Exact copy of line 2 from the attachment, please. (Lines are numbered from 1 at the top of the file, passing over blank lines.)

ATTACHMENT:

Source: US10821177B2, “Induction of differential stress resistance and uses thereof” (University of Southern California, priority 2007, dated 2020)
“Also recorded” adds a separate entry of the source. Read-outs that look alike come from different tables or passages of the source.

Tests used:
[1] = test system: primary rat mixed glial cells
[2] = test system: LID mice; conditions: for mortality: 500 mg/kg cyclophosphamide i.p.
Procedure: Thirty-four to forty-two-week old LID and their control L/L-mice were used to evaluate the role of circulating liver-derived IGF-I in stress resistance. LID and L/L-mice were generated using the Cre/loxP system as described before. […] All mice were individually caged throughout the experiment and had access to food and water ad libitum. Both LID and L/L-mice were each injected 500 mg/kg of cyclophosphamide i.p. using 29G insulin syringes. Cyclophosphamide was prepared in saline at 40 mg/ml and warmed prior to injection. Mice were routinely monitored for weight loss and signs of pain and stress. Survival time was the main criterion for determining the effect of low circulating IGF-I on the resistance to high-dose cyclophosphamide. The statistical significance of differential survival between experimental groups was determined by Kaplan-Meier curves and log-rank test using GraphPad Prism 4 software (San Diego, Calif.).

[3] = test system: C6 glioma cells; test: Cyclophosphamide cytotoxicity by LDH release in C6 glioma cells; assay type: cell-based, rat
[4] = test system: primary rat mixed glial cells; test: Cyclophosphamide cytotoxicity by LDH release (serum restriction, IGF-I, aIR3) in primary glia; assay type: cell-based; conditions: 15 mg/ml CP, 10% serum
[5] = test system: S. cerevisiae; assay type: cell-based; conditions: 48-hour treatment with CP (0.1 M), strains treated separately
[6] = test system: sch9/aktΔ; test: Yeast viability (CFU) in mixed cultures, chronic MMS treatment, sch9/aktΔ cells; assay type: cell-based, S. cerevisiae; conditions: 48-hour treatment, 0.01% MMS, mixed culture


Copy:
“Also recorded” adds a separate entry of the source. Read-outs that look alike come from different tables or passages of the source.